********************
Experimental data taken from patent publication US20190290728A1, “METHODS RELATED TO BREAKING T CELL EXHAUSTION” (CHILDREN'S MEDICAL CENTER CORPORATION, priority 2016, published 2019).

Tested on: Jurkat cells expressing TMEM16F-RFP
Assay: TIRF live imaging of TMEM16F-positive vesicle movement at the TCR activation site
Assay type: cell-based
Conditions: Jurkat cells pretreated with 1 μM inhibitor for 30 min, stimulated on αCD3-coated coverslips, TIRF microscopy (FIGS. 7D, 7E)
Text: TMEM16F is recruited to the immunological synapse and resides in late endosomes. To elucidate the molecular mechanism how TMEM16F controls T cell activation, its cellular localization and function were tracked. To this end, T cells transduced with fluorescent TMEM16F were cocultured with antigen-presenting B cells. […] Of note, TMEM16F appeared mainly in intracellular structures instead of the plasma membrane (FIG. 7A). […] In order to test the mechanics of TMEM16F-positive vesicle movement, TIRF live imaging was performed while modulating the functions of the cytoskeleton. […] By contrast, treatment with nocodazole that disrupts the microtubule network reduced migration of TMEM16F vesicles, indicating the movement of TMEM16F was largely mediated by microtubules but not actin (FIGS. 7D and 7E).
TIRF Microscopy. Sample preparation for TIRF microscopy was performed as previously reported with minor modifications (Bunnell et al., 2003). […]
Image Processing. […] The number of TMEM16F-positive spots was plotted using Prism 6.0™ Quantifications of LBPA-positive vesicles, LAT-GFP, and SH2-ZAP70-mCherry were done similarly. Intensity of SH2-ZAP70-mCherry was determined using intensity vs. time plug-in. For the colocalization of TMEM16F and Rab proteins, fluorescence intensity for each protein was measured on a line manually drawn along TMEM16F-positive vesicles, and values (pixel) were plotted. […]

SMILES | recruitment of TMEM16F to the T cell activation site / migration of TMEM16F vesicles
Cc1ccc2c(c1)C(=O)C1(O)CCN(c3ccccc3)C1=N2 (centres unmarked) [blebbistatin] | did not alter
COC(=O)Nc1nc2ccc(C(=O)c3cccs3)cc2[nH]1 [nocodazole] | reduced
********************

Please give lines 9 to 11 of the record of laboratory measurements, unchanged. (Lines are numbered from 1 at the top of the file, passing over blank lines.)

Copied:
SMILES | recruitment of TMEM16F to the T cell activation site / migration of TMEM16F vesicles
Cc1ccc2c(c1)C(=O)C1(O)CCN(c3ccccc3)C1=N2 (centres unmarked) [blebbistatin] | did not alter
COC(=O)Nc1nc2ccc(C(=O)c3cccs3)cc2[nH]1 [nocodazole] | reduced